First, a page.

AUGUST 16, 2018, BOSTON – Here are a few trivia questions for you – see how you do with them:
“Mel Brooks’s Star Wars parody, ‘Spaceballs,’ replaces ‘Force’ in the ‘May the Force be with you’ with what very Jewish name?”
“Collectively, what were comedians Moses Horowitz, Louis Feinberg, and Jerome Horwitz better known as?”
“The last time someone earned an Oscar for playing a real-life Jew was 2009, when Sean Penn won for portraying whom?”
The answers are Schwartz, the Three Stooges, and Harvey Milk. If you knew the answers to all of these questions without peeking, you may have had a shot at winning The Big Quiz Thing’s Ultimate Trivia Experience, a July 31 fundraiser for the Boston Jewish Film Festival that tested attendees’ knowledge of Jews in the entertainment industry.
According to Jaymie Saks, the film festival’s executive director, the event is part of a few fund-raisers that the organization has held to prepare for its 30th anniversary this November.
“We were looking for some different ways to celebrate our 30th anniversary … we wanted to do something different, maybe a little fun,” said Saks as the “Star Wars” theme boomed behind her. “We’ve had this idea for a long, long time, so it was a good fit.”
The idea had been percolating for a while because the mother of host and The Big Quiz Thing founder, Noah Tarnow, once sat on the film festival board. Tarnow, dressed that night in a shimmering, oversized black and purple sports coat, is a full-time trivia host who aims to create a heightened version of typical contests.
“The idea is to do a bar trivia night, but more deluxe,” said Tarnow, who founded The Big Quiz Thing in 2002, and now hosts 150 events a year. “As part of that, we do multimedia presentations … we try to make it more like a trivia game experience.”
Tarnow opened the Boston event by crying, “Let’s hear it for useless knowledge!” Throughout the two floors of Hopsters Brewing Company, the bar in the Boston Seaport, large television screens displayed the questions, some of which were completely visual. Scenes from movies starring and/or directed by Jews played, and teams needed to fill in the last line of dialogue. Teams were also asked to identify Jews in show business based only on a series of images that make up the sounds of their names.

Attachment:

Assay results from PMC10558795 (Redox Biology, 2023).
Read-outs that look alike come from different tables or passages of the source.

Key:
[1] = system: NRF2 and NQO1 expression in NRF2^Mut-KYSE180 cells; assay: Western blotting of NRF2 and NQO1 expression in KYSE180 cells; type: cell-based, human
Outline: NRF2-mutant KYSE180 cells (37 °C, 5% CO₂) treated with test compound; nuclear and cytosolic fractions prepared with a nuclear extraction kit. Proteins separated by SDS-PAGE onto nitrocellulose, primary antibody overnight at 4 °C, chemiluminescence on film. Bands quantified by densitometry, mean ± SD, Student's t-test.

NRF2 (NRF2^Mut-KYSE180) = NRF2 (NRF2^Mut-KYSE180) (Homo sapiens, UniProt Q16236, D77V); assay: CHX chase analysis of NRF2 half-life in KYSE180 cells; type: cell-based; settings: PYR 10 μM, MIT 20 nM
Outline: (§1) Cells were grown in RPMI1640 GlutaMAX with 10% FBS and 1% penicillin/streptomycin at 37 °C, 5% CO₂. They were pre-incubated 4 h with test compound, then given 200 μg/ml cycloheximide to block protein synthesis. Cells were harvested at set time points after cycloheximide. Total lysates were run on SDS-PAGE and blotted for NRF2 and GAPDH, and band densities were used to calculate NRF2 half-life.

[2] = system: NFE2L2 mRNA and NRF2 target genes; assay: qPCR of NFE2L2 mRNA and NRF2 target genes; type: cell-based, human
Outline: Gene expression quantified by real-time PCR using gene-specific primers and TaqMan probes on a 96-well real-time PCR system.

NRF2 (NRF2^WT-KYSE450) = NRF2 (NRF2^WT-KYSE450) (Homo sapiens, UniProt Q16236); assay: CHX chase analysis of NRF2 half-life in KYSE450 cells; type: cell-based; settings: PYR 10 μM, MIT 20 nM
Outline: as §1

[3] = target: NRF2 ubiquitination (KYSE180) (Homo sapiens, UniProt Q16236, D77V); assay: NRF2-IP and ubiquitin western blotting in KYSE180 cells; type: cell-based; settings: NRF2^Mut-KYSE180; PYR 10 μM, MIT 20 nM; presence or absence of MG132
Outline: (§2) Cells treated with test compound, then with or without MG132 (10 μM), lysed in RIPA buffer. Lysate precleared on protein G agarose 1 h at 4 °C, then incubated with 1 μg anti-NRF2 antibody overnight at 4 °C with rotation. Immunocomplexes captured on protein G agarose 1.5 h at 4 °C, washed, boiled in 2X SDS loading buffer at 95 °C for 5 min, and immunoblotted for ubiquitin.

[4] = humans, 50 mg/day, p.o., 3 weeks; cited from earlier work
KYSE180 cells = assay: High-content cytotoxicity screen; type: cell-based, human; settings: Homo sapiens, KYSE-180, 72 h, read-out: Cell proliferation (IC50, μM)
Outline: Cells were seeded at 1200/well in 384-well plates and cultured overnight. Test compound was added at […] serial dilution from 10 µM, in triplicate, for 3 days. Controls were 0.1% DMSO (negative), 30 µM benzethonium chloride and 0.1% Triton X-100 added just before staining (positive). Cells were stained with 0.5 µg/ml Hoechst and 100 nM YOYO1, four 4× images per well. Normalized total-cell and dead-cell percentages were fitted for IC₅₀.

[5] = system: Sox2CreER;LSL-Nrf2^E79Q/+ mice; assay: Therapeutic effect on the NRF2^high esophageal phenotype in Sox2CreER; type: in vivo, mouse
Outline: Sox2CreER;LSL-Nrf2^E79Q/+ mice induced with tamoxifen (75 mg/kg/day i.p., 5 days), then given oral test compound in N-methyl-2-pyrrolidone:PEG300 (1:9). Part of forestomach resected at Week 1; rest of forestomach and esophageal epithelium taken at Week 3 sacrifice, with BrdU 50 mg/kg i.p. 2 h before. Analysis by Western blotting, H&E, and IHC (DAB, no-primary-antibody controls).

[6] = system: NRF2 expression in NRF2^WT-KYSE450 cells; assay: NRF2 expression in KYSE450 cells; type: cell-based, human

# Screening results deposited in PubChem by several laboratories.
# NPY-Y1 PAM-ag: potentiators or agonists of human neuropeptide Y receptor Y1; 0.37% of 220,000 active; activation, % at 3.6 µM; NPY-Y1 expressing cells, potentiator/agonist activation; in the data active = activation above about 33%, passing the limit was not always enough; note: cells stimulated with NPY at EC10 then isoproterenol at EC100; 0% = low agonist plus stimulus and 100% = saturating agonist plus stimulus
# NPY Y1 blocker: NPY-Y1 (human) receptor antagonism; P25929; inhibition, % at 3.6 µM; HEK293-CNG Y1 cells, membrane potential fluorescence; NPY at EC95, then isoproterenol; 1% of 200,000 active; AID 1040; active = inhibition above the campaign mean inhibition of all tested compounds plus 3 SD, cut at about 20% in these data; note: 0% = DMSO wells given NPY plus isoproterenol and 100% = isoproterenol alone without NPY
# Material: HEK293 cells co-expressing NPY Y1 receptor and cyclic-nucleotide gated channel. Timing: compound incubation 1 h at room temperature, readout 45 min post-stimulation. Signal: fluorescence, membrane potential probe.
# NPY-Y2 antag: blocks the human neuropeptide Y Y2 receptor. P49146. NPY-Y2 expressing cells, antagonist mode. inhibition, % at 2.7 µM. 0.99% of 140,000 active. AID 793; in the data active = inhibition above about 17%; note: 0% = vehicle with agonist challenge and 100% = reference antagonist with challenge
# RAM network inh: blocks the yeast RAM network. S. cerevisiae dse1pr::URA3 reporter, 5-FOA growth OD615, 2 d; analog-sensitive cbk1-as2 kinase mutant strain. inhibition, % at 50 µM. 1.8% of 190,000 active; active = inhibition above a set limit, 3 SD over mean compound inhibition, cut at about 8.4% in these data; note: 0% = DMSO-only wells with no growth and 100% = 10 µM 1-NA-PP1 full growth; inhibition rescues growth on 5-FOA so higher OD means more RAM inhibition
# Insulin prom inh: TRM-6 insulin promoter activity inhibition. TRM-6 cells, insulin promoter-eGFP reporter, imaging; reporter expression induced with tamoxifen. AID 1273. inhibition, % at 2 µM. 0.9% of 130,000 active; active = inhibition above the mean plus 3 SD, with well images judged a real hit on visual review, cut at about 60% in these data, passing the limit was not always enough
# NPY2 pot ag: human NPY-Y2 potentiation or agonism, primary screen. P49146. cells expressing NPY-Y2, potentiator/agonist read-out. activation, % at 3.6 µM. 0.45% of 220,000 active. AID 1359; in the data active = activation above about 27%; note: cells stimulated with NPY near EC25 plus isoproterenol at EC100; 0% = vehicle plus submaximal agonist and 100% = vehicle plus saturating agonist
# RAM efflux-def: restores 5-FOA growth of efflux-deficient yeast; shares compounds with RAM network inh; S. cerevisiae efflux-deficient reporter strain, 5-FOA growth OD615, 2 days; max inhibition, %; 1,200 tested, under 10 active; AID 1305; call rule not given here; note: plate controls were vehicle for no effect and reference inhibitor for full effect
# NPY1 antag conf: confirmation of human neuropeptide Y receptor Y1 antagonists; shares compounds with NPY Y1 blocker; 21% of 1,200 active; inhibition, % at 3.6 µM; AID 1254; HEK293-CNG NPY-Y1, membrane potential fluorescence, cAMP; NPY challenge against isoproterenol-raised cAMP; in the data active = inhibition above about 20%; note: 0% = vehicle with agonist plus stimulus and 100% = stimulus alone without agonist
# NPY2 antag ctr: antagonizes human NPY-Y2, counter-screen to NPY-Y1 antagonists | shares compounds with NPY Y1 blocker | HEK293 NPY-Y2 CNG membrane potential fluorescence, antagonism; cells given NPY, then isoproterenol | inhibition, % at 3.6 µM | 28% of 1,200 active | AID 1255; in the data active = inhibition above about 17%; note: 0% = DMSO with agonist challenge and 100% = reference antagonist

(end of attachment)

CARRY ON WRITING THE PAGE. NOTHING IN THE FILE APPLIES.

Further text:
Teams of people, who assigned themselves names like “the Mavens,” “Clueless,” and “YentaSchmenta,” were hard at work, whispering furtively across the table after each question was asked. Sometimes, when Tarnow asked a particularly obvious question, murmurs of the answer could be heard throughout the room, followed by scolding shushes. After each question, representatives plugged their answers into an app, and Tarnow announced the answers after the end of rounds. With each answer reveal, bursts of cheering and high-fives erupted.
Finally, after two rounds of 10 questions and a lightning round, the scores were tallied, and it was time to pick a winner. The three groups with the highest scores so far, the Vilna Fools, the Rents and Friends, and Wormtown, each chose one representative to earn every member of their team a shiny medal. Tarnow would ask three questions, and would call on the first person who hit the buzzer. The first to get two correct answers would win.
“Five years, Jewish actor Idina Menzel served as the voice for what very popular Halloween costume character?”
The answer is Queen Elsa, the main character in the Disney movie “Frozen.” The point went to Adam Chale from the Vilna Fools. If Chale, a teacher from Stoughton, got the next question right, he would win the game for his team.
“On the Internet Movie Database, what 1984 movie, directed by Jewish actor/filmmaker Rob Reiner, is the only entry that has a rating on a scale of 1 to 11?” asked Tarnow (all others are 1 to 10).
Chale buzzed in. “This is Spinal Tap.” He was right, and the words “glorious victory” flashed across the TV screen behind him. The Vilna Fools were thrilled. “I had a good team behind me,” Chale said. As their name suggests, many on the team represented the venerable Vilna Shul in Boston.
“We were in the corner and we couldn’t see the screen,” said Eugene Schultz of Wakefield, who’s the social media manager for the Vilna Shul. “And so they said, ‘Oh, you know, you can move,’ and I said ‘meh, Jews overcome a lot. It’s no 40 years in the desert.’”